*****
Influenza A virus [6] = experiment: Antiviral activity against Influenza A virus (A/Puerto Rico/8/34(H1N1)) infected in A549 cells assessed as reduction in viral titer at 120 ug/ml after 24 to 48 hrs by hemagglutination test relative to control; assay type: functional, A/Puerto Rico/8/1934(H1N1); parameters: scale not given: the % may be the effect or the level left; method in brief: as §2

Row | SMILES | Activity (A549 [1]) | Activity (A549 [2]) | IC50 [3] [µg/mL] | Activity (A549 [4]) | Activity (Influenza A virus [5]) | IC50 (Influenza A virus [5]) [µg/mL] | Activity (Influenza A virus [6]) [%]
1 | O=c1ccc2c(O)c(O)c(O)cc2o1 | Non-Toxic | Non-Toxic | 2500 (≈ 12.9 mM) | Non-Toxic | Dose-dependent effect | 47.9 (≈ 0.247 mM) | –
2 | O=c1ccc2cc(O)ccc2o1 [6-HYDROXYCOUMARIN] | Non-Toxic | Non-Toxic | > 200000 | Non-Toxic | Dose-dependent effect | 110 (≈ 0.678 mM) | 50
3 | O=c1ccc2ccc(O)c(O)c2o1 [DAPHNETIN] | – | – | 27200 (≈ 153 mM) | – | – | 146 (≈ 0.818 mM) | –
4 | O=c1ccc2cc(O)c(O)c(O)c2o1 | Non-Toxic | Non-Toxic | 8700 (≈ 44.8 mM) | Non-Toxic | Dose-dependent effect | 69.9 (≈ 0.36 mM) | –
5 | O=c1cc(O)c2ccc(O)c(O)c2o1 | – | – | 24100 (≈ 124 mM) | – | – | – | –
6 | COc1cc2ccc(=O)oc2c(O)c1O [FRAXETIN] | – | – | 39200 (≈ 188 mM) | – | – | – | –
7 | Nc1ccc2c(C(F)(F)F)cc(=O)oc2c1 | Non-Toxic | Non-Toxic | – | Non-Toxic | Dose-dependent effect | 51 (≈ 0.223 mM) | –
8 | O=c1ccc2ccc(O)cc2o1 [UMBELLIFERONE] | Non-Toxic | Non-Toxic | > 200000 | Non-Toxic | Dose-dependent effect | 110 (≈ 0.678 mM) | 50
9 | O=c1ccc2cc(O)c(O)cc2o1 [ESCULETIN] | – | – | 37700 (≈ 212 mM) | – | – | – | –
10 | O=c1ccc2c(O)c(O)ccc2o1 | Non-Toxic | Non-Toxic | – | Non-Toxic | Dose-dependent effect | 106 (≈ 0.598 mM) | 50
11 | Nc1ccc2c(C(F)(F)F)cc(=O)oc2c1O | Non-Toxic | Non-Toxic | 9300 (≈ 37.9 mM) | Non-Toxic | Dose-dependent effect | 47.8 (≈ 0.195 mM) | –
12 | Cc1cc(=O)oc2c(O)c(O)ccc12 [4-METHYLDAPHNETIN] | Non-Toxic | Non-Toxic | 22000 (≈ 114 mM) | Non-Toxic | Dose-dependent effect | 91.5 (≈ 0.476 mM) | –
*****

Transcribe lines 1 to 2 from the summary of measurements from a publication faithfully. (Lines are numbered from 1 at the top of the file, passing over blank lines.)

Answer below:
Influenza A virus [6] = experiment: Antiviral activity against Influenza A virus (A/Puerto Rico/8/34(H1N1)) infected in A549 cells assessed as reduction in viral titer at 120 ug/ml after 24 to 48 hrs by hemagglutination test relative to control; assay type: functional, A/Puerto Rico/8/1934(H1N1); parameters: scale not given: the % may be the effect or the level left; method in brief: as §2

Row | SMILES | Activity (A549 [1]) | Activity (A549 [2]) | IC50 [3] [µg/mL] | Activity (A549 [4]) | Activity (Influenza A virus [5]) | IC50 (Influenza A virus [5]) [µg/mL] | Activity (Influenza A virus [6]) [%]